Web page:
Singapore re-elected into governing body of UN aviation arm

Singapore re-elected into governing body of UN aviation arm

Transport Minister Lui Tuck Yew, who is leading a Singapore delegation at Icao's 38th assembly in Montreal, Canada, said: "We will continue to contribute actively to the advancement of the Icao's objectives of promoting safety, security, efficiency and environmental protection in civil aviation."


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Here is the press release in full:

Singapore has been re-elected into the Council of the International Civil Aviation Organisation (ICAO),[1] at the 38th Session of the ICAO Assembly in Montréal, Canada, on Sep 28 2013.

Minister for Transport Mr Lui Tuck Yew, who led the Singapore delegation to the ICAO Assembly, said, "We are honoured to be re-elected into the ICAO Council. We will continue to contribute actively to the advancement of the ICAO's objectives of promoting safety, security, efficiency and environmental protection in civil aviation."

Singapore was first elected to the Council of the ICAO in 2003, at an extraordinary Assembly session convened to fill three new Council seats, and was subsequently re-elected in 2004, 2007, and 2010 at the Assembly Sessions held every three years.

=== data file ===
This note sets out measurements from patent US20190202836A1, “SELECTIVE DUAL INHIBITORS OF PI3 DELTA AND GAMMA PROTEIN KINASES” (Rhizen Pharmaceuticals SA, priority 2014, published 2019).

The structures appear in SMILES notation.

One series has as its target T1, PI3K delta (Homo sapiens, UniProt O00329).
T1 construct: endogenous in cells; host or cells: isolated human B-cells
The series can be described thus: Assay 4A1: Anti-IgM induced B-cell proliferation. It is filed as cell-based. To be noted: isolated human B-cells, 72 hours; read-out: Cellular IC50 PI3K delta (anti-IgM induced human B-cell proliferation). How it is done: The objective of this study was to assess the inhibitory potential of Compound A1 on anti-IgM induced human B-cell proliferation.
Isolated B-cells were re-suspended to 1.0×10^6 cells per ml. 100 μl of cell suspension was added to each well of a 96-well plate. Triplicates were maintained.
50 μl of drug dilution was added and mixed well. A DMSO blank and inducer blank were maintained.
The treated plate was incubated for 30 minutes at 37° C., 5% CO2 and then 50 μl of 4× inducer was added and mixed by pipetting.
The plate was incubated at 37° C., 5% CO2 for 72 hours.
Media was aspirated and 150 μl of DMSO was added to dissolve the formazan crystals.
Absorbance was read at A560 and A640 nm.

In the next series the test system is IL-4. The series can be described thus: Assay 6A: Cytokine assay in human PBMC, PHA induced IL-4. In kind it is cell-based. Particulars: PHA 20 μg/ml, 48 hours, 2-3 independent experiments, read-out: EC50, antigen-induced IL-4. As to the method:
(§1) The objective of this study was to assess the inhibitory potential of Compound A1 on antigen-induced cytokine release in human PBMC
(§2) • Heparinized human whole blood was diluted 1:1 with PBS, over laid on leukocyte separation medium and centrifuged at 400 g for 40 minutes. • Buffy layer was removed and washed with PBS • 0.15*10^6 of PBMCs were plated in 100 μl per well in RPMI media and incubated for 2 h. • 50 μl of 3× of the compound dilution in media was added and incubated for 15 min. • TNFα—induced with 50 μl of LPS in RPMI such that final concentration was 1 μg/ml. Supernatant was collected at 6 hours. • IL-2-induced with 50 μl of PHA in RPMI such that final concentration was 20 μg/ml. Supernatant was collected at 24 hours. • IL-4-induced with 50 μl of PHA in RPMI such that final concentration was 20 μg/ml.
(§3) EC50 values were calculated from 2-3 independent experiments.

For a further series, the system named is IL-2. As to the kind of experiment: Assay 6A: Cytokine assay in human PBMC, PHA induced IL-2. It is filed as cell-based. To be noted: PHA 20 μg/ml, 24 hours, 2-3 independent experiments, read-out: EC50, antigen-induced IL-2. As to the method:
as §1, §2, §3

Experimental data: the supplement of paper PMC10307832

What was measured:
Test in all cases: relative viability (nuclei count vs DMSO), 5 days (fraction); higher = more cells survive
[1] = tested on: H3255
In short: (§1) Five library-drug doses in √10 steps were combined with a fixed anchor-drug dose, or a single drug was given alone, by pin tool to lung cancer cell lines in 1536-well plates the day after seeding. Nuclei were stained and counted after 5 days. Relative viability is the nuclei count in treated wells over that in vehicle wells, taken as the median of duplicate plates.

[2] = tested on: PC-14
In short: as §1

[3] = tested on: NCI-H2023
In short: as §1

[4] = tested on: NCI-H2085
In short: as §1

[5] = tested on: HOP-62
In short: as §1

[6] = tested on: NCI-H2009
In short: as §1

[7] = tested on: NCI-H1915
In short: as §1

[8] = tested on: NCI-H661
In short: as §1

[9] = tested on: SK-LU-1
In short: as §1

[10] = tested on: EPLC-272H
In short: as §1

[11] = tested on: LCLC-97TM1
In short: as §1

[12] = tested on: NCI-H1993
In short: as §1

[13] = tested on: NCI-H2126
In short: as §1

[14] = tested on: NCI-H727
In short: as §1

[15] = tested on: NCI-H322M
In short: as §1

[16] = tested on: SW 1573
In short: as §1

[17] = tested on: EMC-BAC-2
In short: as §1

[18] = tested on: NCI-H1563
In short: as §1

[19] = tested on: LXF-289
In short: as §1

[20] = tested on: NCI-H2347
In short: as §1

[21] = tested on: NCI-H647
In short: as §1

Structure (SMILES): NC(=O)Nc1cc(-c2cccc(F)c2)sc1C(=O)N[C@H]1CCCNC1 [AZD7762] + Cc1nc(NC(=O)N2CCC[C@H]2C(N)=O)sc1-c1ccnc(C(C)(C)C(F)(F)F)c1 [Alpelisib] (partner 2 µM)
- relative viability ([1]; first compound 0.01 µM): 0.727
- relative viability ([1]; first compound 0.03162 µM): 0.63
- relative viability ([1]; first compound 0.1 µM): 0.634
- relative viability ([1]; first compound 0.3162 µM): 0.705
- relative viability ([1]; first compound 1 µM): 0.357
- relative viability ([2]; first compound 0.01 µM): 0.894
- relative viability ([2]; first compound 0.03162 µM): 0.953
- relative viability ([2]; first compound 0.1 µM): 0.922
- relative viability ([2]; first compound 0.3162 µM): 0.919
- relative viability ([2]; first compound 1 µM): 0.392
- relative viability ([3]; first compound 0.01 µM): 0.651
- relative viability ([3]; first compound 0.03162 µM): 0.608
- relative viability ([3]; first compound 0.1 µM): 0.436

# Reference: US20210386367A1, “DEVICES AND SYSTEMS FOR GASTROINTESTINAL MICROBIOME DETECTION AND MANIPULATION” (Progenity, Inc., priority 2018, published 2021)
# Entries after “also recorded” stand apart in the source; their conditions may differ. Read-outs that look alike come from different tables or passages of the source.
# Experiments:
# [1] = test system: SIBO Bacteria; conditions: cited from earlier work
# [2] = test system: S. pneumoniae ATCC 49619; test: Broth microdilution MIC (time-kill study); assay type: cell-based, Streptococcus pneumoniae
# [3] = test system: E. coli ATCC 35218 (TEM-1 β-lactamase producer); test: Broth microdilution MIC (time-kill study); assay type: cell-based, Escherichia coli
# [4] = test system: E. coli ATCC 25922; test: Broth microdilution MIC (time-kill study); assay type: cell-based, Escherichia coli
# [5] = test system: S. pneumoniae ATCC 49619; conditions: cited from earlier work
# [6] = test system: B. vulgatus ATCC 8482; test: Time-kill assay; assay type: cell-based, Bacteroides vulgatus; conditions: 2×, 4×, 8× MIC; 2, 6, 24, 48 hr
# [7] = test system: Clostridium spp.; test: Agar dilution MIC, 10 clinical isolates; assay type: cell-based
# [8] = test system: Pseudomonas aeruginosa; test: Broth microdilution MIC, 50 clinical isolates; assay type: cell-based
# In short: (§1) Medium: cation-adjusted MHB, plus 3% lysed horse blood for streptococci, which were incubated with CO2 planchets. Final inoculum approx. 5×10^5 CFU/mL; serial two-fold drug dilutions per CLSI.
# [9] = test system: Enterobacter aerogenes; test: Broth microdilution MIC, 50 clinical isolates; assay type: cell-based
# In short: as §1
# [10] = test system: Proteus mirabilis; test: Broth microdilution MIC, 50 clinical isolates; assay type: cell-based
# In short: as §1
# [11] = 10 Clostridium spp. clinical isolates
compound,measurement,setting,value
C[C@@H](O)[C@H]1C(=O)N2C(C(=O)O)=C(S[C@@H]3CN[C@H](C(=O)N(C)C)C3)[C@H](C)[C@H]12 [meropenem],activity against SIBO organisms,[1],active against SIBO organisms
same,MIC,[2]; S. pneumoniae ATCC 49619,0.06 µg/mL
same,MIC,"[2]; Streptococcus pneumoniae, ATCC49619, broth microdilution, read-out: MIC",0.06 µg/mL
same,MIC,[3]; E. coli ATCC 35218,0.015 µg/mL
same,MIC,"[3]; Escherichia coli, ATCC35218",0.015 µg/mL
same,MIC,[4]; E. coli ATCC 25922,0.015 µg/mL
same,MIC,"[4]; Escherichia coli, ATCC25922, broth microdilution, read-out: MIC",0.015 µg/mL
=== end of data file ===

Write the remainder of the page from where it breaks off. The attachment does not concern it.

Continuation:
Singapore currently holds leadership positions in 16 ICAO expert bodies and working groups, and contributes in over 90 ICAO expert groups to help shape international standards in areas ranging from aviation safety, aviation security, airport operations, and air traffic management, to aviation environmental protection, air law, and aviation medicine.

In addition, the Singapore Aviation Academy (SAA) of the Civil Aviation Authority of Singapore (CAAS)[2] provides a wide range of specialised aviation training programmes for civil aviation professionals worldwide - many on fellowships from the ICAO and the Singapore Government - as part of its mission to promote human capital development for the global civil aviation community. Through the SAA and its partnerships with other leading international aviation organisations and academic institutions, Singapore has created numerous platforms for aviation leaders and academics to exchange views and formulate new ideas for the advancement of the civil aviation sector.

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